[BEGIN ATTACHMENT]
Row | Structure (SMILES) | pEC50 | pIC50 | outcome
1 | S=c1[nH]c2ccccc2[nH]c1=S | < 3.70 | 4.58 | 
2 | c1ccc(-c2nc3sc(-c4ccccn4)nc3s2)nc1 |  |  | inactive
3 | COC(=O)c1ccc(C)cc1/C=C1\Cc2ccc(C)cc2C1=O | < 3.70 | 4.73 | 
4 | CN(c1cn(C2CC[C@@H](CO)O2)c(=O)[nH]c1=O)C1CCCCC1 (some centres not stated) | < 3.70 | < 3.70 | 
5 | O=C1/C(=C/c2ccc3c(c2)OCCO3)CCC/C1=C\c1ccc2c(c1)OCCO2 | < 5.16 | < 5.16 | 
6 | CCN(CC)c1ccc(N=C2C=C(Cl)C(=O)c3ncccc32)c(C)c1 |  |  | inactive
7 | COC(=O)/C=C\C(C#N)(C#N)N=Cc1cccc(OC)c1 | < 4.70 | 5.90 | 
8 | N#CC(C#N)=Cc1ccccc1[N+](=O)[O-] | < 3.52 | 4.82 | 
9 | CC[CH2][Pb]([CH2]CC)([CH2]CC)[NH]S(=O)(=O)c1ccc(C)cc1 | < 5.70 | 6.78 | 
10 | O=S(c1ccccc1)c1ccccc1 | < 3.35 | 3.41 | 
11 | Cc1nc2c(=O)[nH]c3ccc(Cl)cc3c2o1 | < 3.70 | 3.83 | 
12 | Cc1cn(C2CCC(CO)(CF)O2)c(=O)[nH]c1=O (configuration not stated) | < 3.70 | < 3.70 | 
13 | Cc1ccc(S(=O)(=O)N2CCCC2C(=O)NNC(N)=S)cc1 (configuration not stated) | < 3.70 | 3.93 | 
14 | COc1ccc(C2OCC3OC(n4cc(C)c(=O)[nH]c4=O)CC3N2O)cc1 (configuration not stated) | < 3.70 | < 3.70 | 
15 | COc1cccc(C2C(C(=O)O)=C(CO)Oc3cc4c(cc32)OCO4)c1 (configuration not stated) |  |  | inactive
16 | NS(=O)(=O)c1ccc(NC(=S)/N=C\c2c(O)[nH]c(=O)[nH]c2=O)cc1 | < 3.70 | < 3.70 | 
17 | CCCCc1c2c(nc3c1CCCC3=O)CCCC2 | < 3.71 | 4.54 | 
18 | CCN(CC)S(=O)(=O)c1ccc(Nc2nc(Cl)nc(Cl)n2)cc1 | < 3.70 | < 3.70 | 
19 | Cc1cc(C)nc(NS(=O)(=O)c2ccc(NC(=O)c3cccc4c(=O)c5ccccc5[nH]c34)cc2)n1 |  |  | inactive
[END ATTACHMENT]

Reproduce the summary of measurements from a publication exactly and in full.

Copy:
Row | Structure (SMILES) | pEC50 | pIC50 | outcome
1 | S=c1[nH]c2ccccc2[nH]c1=S | < 3.70 | 4.58 | 
2 | c1ccc(-c2nc3sc(-c4ccccn4)nc3s2)nc1 |  |  | inactive
3 | COC(=O)c1ccc(C)cc1/C=C1\Cc2ccc(C)cc2C1=O | < 3.70 | 4.73 | 
4 | CN(c1cn(C2CC[C@@H](CO)O2)c(=O)[nH]c1=O)C1CCCCC1 (some centres not stated) | < 3.70 | < 3.70 | 
5 | O=C1/C(=C/c2ccc3c(c2)OCCO3)CCC/C1=C\c1ccc2c(c1)OCCO2 | < 5.16 | < 5.16 | 
6 | CCN(CC)c1ccc(N=C2C=C(Cl)C(=O)c3ncccc32)c(C)c1 |  |  | inactive
7 | COC(=O)/C=C\C(C#N)(C#N)N=Cc1cccc(OC)c1 | < 4.70 | 5.90 | 
8 | N#CC(C#N)=Cc1ccccc1[N+](=O)[O-] | < 3.52 | 4.82 | 
9 | CC[CH2][Pb]([CH2]CC)([CH2]CC)[NH]S(=O)(=O)c1ccc(C)cc1 | < 5.70 | 6.78 | 
10 | O=S(c1ccccc1)c1ccccc1 | < 3.35 | 3.41 | 
11 | Cc1nc2c(=O)[nH]c3ccc(Cl)cc3c2o1 | < 3.70 | 3.83 | 
12 | Cc1cn(C2CCC(CO)(CF)O2)c(=O)[nH]c1=O (configuration not stated) | < 3.70 | < 3.70 | 
13 | Cc1ccc(S(=O)(=O)N2CCCC2C(=O)NNC(N)=S)cc1 (configuration not stated) | < 3.70 | 3.93 | 
14 | COc1ccc(C2OCC3OC(n4cc(C)c(=O)[nH]c4=O)CC3N2O)cc1 (configuration not stated) | < 3.70 | < 3.70 | 
15 | COc1cccc(C2C(C(=O)O)=C(CO)Oc3cc4c(cc32)OCO4)c1 (configuration not stated) |  |  | inactive
16 | NS(=O)(=O)c1ccc(NC(=S)/N=C\c2c(O)[nH]c(=O)[nH]c2=O)cc1 | < 3.70 | < 3.70 | 
17 | CCCCc1c2c(nc3c1CCCC3=O)CCCC2 | < 3.71 | 4.54 | 
18 | CCN(CC)S(=O)(=O)c1ccc(Nc2nc(Cl)nc(Cl)n2)cc1 | < 3.70 | < 3.70 | 
19 | Cc1cc(C)nc(NS(=O)(=O)c2ccc(NC(=O)c3cccc4c(=O)c5ccccc5[nH]c34)cc2)n1 |  |  | inactive